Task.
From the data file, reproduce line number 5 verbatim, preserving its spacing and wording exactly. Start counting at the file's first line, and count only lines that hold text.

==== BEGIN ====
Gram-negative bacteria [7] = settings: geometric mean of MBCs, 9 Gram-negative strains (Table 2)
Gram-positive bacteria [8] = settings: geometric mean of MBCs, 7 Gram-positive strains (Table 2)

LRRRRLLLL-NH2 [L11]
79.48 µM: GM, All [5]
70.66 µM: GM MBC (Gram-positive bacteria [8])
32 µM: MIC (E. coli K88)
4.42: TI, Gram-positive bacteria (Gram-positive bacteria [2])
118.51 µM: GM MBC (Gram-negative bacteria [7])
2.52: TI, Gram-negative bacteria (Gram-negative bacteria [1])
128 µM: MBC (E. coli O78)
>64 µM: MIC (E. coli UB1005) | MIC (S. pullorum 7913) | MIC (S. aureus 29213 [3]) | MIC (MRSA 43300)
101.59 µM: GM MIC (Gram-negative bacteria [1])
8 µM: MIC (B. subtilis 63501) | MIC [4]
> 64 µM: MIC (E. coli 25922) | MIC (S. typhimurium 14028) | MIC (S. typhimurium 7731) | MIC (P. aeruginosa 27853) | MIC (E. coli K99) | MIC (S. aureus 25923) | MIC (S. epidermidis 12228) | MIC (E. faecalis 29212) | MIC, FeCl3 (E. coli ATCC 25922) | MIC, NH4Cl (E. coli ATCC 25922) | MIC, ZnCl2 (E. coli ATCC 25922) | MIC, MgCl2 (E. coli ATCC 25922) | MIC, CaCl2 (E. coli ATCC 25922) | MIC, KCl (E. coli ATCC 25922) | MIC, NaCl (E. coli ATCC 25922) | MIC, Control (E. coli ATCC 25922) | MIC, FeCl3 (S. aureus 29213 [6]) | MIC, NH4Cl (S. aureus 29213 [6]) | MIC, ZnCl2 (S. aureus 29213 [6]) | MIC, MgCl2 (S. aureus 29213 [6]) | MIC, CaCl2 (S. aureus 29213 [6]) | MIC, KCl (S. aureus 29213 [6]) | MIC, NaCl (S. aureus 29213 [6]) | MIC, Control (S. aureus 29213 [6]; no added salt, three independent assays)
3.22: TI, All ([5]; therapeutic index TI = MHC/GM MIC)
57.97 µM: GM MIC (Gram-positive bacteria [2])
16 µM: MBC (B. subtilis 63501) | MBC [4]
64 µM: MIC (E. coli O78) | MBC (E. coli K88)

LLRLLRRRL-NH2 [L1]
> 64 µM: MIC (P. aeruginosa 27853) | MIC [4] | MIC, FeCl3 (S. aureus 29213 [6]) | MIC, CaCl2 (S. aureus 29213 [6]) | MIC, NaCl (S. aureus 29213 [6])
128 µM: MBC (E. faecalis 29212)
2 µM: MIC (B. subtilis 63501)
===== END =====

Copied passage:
70.66 µM: GM MBC (Gram-positive bacteria [8])